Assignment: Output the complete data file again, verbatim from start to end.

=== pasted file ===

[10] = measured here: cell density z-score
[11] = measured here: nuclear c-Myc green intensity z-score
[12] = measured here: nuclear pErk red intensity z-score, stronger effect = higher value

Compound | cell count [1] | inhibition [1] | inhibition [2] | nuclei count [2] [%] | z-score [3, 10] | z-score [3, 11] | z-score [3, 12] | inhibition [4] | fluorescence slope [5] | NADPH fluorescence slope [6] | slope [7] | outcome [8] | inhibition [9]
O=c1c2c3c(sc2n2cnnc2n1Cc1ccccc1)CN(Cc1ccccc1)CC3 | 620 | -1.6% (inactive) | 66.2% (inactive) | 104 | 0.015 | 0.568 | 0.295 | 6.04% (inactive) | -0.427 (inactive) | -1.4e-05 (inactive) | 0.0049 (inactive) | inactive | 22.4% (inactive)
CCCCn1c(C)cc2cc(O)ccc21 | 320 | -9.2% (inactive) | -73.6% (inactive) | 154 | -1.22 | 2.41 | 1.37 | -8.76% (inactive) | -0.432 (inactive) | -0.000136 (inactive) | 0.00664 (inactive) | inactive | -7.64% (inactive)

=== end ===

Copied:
[10] = measured here: cell density z-score
[11] = measured here: nuclear c-Myc green intensity z-score
[12] = measured here: nuclear pErk red intensity z-score, stronger effect = higher value

Compound | cell count [1] | inhibition [1] | inhibition [2] | nuclei count [2] [%] | z-score [3, 10] | z-score [3, 11] | z-score [3, 12] | inhibition [4] | fluorescence slope [5] | NADPH fluorescence slope [6] | slope [7] | outcome [8] | inhibition [9]
O=c1c2c3c(sc2n2cnnc2n1Cc1ccccc1)CN(Cc1ccccc1)CC3 | 620 | -1.6% (inactive) | 66.2% (inactive) | 104 | 0.015 | 0.568 | 0.295 | 6.04% (inactive) | -0.427 (inactive) | -1.4e-05 (inactive) | 0.0049 (inactive) | inactive | 22.4% (inactive)
CCCCn1c(C)cc2cc(O)ccc21 | 320 | -9.2% (inactive) | -73.6% (inactive) | 154 | -1.22 | 2.41 | 1.37 | -8.76% (inactive) | -0.432 (inactive) | -0.000136 (inactive) | 0.00664 (inactive) | inactive | -7.64% (inactive)